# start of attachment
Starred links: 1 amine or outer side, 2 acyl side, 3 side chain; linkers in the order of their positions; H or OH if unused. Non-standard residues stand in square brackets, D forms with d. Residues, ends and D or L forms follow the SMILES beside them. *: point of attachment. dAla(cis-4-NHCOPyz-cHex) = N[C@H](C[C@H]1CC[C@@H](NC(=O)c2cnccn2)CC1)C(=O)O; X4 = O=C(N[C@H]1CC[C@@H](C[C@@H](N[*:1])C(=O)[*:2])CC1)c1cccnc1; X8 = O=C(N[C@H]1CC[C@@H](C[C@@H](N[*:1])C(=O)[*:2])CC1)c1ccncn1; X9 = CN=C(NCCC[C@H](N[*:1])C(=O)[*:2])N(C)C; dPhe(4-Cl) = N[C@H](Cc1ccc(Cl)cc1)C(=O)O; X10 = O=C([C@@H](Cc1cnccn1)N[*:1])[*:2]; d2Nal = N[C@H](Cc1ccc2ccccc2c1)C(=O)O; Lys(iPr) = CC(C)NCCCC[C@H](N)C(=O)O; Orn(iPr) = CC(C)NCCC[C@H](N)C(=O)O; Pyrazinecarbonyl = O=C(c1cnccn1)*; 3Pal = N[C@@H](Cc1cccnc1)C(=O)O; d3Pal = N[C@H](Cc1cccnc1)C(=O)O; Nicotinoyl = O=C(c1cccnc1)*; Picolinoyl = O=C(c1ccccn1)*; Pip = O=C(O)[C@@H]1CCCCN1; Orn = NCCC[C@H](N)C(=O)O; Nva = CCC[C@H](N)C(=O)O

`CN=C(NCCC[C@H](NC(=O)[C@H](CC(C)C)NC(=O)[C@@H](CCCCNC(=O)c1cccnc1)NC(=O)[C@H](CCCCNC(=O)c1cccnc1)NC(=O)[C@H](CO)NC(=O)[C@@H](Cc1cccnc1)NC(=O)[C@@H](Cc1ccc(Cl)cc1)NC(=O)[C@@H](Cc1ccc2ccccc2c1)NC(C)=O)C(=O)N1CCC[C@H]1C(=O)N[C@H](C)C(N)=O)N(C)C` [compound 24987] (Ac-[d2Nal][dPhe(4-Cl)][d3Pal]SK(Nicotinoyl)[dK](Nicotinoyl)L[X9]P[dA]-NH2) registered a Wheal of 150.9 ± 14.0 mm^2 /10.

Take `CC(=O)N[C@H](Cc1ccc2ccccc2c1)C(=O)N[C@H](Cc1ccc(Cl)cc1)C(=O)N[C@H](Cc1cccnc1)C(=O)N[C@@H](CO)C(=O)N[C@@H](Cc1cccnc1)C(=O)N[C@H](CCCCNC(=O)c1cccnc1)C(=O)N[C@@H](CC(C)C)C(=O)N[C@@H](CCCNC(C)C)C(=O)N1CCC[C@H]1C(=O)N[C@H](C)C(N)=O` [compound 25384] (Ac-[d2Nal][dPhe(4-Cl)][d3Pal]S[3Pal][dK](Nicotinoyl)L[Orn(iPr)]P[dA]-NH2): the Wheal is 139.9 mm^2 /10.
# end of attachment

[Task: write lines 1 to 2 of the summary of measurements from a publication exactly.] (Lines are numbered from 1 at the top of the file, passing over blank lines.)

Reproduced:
Starred links: 1 amine or outer side, 2 acyl side, 3 side chain; linkers in the order of their positions; H or OH if unused. Non-standard residues stand in square brackets, D forms with d. Residues, ends and D or L forms follow the SMILES beside them. *: point of attachment. dAla(cis-4-NHCOPyz-cHex) = N[C@H](C[C@H]1CC[C@@H](NC(=O)c2cnccn2)CC1)C(=O)O; X4 = O=C(N[C@H]1CC[C@@H](C[C@@H](N[*:1])C(=O)[*:2])CC1)c1cccnc1; X8 = O=C(N[C@H]1CC[C@@H](C[C@@H](N[*:1])C(=O)[*:2])CC1)c1ccncn1; X9 = CN=C(NCCC[C@H](N[*:1])C(=O)[*:2])N(C)C; dPhe(4-Cl) = N[C@H](Cc1ccc(Cl)cc1)C(=O)O; X10 = O=C([C@@H](Cc1cnccn1)N[*:1])[*:2]; d2Nal = N[C@H](Cc1ccc2ccccc2c1)C(=O)O; Lys(iPr) = CC(C)NCCCC[C@H](N)C(=O)O; Orn(iPr) = CC(C)NCCC[C@H](N)C(=O)O; Pyrazinecarbonyl = O=C(c1cnccn1)*; 3Pal = N[C@@H](Cc1cccnc1)C(=O)O; d3Pal = N[C@H](Cc1cccnc1)C(=O)O; Nicotinoyl = O=C(c1cccnc1)*; Picolinoyl = O=C(c1ccccn1)*; Pip = O=C(O)[C@@H]1CCCCN1; Orn = NCCC[C@H](N)C(=O)O; Nva = CCC[C@H](N)C(=O)O

`CN=C(NCCC[C@H](NC(=O)[C@H](CC(C)C)NC(=O)[C@@H](CCCCNC(=O)c1cccnc1)NC(=O)[C@H](CCCCNC(=O)c1cccnc1)NC(=O)[C@H](CO)NC(=O)[C@@H](Cc1cccnc1)NC(=O)[C@@H](Cc1ccc(Cl)cc1)NC(=O)[C@@H](Cc1ccc2ccccc2c1)NC(C)=O)C(=O)N1CCC[C@H]1C(=O)N[C@H](C)C(N)=O)N(C)C` [compound 24987] (Ac-[d2Nal][dPhe(4-Cl)][d3Pal]SK(Nicotinoyl)[dK](Nicotinoyl)L[X9]P[dA]-NH2) registered a Wheal of 150.9 ± 14.0 mm^2 /10.